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Saturday, June 23, 2018

Rybakov Reaches Second Straight Futures Final; All-US Finals in Canada and Winston-Salem; McDaniel, Edwards Win WCs at USTA College Combine; Wimbledon Wild Card Update

Alex Rybakov defended his title at last week's $25,000 Futures in Buffalo and has now extended his winning streak to nine matches by reaching the final at the $15,000 Futures this week in Rochester New York.  The 21-year-old rising senior at TCU, seeded No. 4, defeated Florida rising sophomore Andres Andrade, a wild card, 6-1, 6-4 in today's semifinal.  Rybakov, 2-2 in Futures finals, will face unseeded Markos Kalovelonis of Russia in the final, after Kalovelonis defeated qualifier Gianni Ross 7-6(6), 7-5.

Michael Redlicki will also be appearing in his second consecutive Futures final, with last week's runner-up advancing to the championship match in the second of two $25,000 Futures at Wake Forest with a 4-6, 6-3, 7-5 win over wild card Skander Mansouri of Tunisia.  The 24-year-old Redlicki, who lost in the final to Mansouri's teammate Petros Chrysochos last week, will meet top seed Tommy Paul, making his return to competition this week after months off with an injury.  Paul came back to defeat unseeded Henry Craig 6-7(3), 6-2 6-4 to earn a shot at defending the title he won in Winston-Salem last year.  I didn't realize when I mentioned Wimbledon qualifying in a post a few days ago that Paul had withdrawn from that earlier this month, and will instead play the $25,000 Futures in Tulsa next week.

Another all-US final is scheduled for the $15,000 ITF Women's Pro Circuit event in Victoria British Columbia, with Gail Brodsky facing Maegan Manasse.  Brodsky, a semifinalist last week in Sumter South Carolina, defeated No. 7 seed Alexa Graham 6-2, 4-6, 6-1 to reach her first Pro Circuit final since she won the Victoria event, then a $10,000 tournament, back in 2015.  Manasse, who served as an undergraduate assistant coach at Cal this past season after completing her eligibility in 2017, will be playing in her first Pro Circuit singles final. 

At the $25,000 USTA Women's Pro Circuit tournament in Baton Rouge, 18-year-old Maria Mateas will face recent Vanderbilt graduate Astra Sharma of Australia in the final.  No. 5 seed Mateas will be making her first appearance in a Pro Circuit final after defeating unseeded Ashley Lahey 3-6, 6-3, 6-4. Sharma, the No. 7 seed, beat No. 8 seed Nika Kukharchuk of Russia 6-3, 6-2 to reach her sixth Pro Circuit final. She has won three single titles, two of which came last year.

Hayley Carter and Ena Shibahara won the doubles title in Baton Rouge, with the unseeded pair beating Sharma and her partner Gabriela Talaba of Romania 6-3, 6-4 in the final.  Carter and Shibahara didn't drop a set all week, with Shibahara, a rising junior at UCLA earning her first Pro Circuit title. For Carter, who is returning to competition after a season as an assistant coach at Oklahoma State, the doubles title is her second, with the first coming back in 2014.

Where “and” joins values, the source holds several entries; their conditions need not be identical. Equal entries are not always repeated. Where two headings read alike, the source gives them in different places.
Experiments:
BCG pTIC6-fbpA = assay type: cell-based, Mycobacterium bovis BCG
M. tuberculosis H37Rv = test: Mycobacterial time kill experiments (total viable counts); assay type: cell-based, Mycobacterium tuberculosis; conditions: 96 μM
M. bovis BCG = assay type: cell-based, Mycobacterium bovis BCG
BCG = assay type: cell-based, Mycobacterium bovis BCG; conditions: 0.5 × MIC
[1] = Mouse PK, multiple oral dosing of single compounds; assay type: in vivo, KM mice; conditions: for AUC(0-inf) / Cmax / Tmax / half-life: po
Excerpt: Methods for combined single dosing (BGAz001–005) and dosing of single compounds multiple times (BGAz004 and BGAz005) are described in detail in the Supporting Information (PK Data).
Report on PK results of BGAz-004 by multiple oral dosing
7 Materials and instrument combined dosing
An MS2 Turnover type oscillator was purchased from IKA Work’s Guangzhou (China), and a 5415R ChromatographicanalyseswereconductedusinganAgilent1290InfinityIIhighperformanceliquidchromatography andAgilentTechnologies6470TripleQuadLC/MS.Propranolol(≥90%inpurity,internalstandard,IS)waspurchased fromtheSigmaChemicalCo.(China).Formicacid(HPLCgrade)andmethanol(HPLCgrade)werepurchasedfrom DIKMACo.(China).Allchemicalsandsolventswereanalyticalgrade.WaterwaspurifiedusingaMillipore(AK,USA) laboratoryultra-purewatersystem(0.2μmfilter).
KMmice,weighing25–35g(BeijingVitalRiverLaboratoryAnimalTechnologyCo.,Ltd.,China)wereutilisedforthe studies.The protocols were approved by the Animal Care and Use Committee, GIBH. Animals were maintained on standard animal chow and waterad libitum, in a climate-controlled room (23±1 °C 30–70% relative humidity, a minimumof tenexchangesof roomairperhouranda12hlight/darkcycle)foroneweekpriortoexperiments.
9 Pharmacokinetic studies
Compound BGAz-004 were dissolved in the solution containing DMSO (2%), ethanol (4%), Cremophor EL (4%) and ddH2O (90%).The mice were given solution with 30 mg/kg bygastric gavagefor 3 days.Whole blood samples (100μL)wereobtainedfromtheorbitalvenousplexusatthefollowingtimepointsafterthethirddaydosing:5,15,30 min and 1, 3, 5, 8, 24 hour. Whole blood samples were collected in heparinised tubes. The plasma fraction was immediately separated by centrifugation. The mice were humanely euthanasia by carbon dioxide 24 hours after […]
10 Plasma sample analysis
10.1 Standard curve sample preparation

In other doubles news, Stanford's Emily Arbuthnott won a $25,000 title in Sweden, Maria Sanchez(USC) and Asia Muhammad took the title at the $100,000 tournament in Ilkley and Austin Krajicek(Texas A&M) and Jeevan Nedunchezhiyan(Washington) of India were the men's doubles champions at the ATP Challenger in Ilkley.

At the $25,000 Futures in Calgary, Thai Kwiatkowski(Virginia), Paul Oosterbaan(Georgia) and Bolivia's Juan Carlos Aguilar(Texas A&M) are through to the semifinals, as is top seed Steven Diez of Canada. Rain delayed the completion of the quarterfinals, so the semifinals and finals are on Sunday's schedule.

Canadians Benjamin Sigouin(North Carolina) and Alex Galarneau(NC State) won the doubles title in Calgary, with the unseeded pair defeating No. 2 seeds Alexios Halebian and Canada's Samuel Monette(Indiana) 7-5, 7-6(4) in the final.

The USTA's second annual All-American College Combine was completed Thursday, with 16-year-olds Marcus McDaniel and Sophia Edwards the overall winners, who will receive a main draw wild card to a $15,000 USTA Pro Circuit event.  Several photos of the event are available here. All results are available at the UTR's tournament page.

Wimbledon released another wild card statement today, but there are still several TBAs on it despite qualifying beginning on Monday.  They did release four of the men's main draw wild cards to the next direct acceptances, which included Mackenzie McDonald, who will be making his Wimbledon main draw debut, and Alex DeMinaur of Australia, who had been given a wild card, but no longer needed it.  That still leaves two men's main draw wild cards open, but Denis Kudla, who lost to Roger Federer today 7-6(1), 7-5 in the Halle semifinals, was not announced as a recipient.

The pre-qualifying tournament that was to determine two of the qualifying wild cards for both men and women finished yesterday, with former Texas star Lloyd Glasspool and former Northwestern star Samantha Murray now in the qualifying fields. Freya Christie and Dan Evans also are in qualifying based on their performance in that event, with one women's qualifying wild card still to be announced. There is also one women's main draw wild card still to be determined.  The up-to-date wild card list is available here.

Friday, June 22, 2018

Kenin, Kudla, Mmoh Advance on European Grass; Mandlik Reaches Semifinals at ITF Grade 1 in Germany; Kingsley and McNally Claim Pro Circuit Doubles Title

Nineteen-year-old Sonya Kenin's ranking trajectory has consistently tracked toward the Top 100, with the 2015 USTA Girls 18s National Champion's ranking going from 624 at the end of that year to 108 at the end of 2017.  Today Kenin, a qualifier, earned her first Top 10 win at the WTA International event in Mallorca, reaching her first WTA semifinal with a 6-3, 6-3 win over top seed Caroline Garcia of France.  Kenin, who plays Tatjana Maria of Germany in Saturday's semifinals, has been in the Top 100 since March and will reach a career-high ranking in the 70s, regardless of her result tomorrow.  For more on Kenin's breakthrough week, see this article from the WTA website.